In Midtown, Second Avenue was supposed to get “low-profile tuff curbs” — plastic barriers — to keep motorists out of the bike lane during rush hour. (The rest of the day, the space next to the bikeway is a parking lane, which provides protection.) But the agency changed its mind, nixing the treatment “due to safety and accessibility concerns raised during additional design review and product testing.”

“Without that protection, people aren’t going to be using the bike lane,” TransAlt Manhattan organizer Chelsea Yamada said. “We’ve got 20 to 25 folks here that are using themselves as a substitute for infrastructure. We can’t afford to do this every day, we can’t afford to do that, to put our bodies on the line, but that’s basically what we’re doing every day.”

(From David Meyer, StreetsblogNYC)

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NYC Bike to Work Day 2017

Another great ride with the NYC Progressive Council which always turns out bigly for all of these rides dating back to 2014, which thanks to StreetsPAC is when these rides began.
This year saw three separate rides converge at City Hall. We decided to start pretty early on the Upper East Side with Council Member Ben Kallos who has been helping to lead the call for better biking for his constituents and those who ride thru his district.
We met up with several dozen others at Union Square (and lots of other cyclists who decided to join up on the ride on their daily commute) enjoying a mostly stress free jaunt to City Hall. Upon arrival there we met the Brooklyn delegations and at one point eight City Council members and NYC DOT Commissioner Polly Trottenberg were outside addressing the very large group.
Another fun day of bike riding. Thanks to all.

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NYC Earth Day 2017: A Car-Free Broadway

This year for NYC's 2nd Car-Free NYC Earth Day, things picked up considerably from last year's inaugural event. The big spectacle was that you could walk or bike up Broadway from Union Square all the way to Times Square on car-free streets. But in a way since the Science March was already coming down Broadway to 47th street from the north, many people were able to traverse it all the way to Columbus Circle.
NYC Council Member (and Transportation Chair) Ydanis Rodriguez has been a real star in the move to get the city to think big things and also a great ally in the Vision Zero quest for safe streets. In this short, we got to walk with him for a few blocks and also talk to many New Yorkers about the state of the streets. Many dream big, wanting to see a car-free Broadway in the future, a proposal Mr. Rodriguez also would love to see.
As usual at these events there was plenty of programming. Running clubs. City agencies. Aerobics classes. Free Citibike rentals. In many ways it felt similar to one of the Summer Streets Saturdays in August, except this time it was on Broadway in the heart of the city. A statement to our city that it can be done. All we need is the will. After all 55% of NYC households don't own a car; and 77% of those in Manhattan.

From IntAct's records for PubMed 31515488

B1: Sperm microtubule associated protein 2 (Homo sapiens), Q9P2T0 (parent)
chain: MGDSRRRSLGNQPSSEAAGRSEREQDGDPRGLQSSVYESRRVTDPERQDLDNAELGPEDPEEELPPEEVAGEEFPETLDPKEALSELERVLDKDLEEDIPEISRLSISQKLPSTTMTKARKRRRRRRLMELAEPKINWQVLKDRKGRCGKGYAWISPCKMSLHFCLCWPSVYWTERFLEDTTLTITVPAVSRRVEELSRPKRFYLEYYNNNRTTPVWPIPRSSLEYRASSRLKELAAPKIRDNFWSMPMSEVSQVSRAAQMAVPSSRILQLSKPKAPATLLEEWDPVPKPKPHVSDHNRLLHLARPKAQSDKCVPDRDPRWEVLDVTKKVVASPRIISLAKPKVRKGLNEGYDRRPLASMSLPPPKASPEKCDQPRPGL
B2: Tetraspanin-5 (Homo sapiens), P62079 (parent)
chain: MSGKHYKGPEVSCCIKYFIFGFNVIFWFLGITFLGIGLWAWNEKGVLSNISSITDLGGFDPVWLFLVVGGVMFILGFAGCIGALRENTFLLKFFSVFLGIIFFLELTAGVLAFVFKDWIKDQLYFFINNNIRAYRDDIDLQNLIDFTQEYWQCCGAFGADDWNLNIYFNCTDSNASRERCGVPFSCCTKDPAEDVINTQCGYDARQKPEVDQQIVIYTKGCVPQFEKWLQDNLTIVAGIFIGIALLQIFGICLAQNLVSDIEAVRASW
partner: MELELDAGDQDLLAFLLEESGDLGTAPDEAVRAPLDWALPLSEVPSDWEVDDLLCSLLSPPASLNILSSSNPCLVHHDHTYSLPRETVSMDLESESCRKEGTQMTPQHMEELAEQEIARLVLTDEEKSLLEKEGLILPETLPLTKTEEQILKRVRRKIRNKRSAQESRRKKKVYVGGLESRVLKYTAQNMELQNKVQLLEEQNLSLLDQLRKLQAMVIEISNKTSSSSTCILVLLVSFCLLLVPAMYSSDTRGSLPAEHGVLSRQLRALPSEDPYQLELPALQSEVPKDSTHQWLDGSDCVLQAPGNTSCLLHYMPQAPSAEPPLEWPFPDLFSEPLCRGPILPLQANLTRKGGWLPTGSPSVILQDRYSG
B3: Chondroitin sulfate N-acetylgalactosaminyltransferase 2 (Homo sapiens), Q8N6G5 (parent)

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NYC 4-Boro Protected Bike Lane Ride

I've been riding a bike in NYC for more than 25 years. When I started, there wasn't much in the way of good bike infrastructure, but in that time I've watched the bike network expand and slowly get safer.

With recent bike lane additions and enhancements on Jay Street, Chrystie Street, and First Avenue, NYC DOT has pointed out that you can now ride on protected bike lanes almost continuously from Brooklyn to the Bronx. Connecting to other segments of protected bike lanes, with just a few blocks exposed to traffic, you can do enjoyable, low-stress rides of 10, 20, 25 miles on city streets.

So I pitched the good folks at Transportation Alternatives about doing a small group ride from Brooklyn to Manhattan to the Bronx to Randall's Island to Queens and back to Brooklyn -- about 25 miles. After sketching it out, we estimated that 97 percent of the ride could be done on protected lanes, car-free bridge paths, and greenways.

Of course, New York still has a long way to go to make cycling safe for all ages and abilities throughout the city. But we are on our way. As recently as 10 years ago, I can remember the huge advocacy effort that went into gaining two meager strips of white paint for bike lanes here or there. Now we are building up to a useable network.

So come along for the ride, get a good look at the protected bikeways and bridge paths along our route, and meet some of the volunteers who've been working hard to make biking better in New York City. As the soundtrack (which the great Eric Bazilian and Mats Wester generously gave permission to use) goes, "That's a good thing!"

Also, if you want to see the details of all the turns in this journey, I compiled this map.

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Street Transformation: The Chrystie Street Protected Bike Lane

At the end of 2016, NYC DOT completed work on the protected bike lane on Chrystie Street, a key connection between the Manhattan Bridge and the rest of the Manhattan bike network. The story of this bike lane is a case study in how good things happen when city officials are willing to listen to advocates with smart ideas.

The two-way protected lane replaced a striped bike lane implemented in 2008. That design wasn't working -- cars, trucks, and buses constantly obstructed the bike lane, forcing thousands of cyclists each day to weave in and out of traffic.

The concept for a two-way protected bikeway on the east side of the street was floated by volunteer Dave "Paco" Abraham in 2015, winning the support of the local community board and elected officials. Later that year, a group of anonymous activists calling themselves the "NYC Department of Transformation" placed traffic cones to keep the drivers out of the lane to spur action. NYC DOT listened and came up with a sensible plan -- and the Chrystie Street protected bike lane became official policy.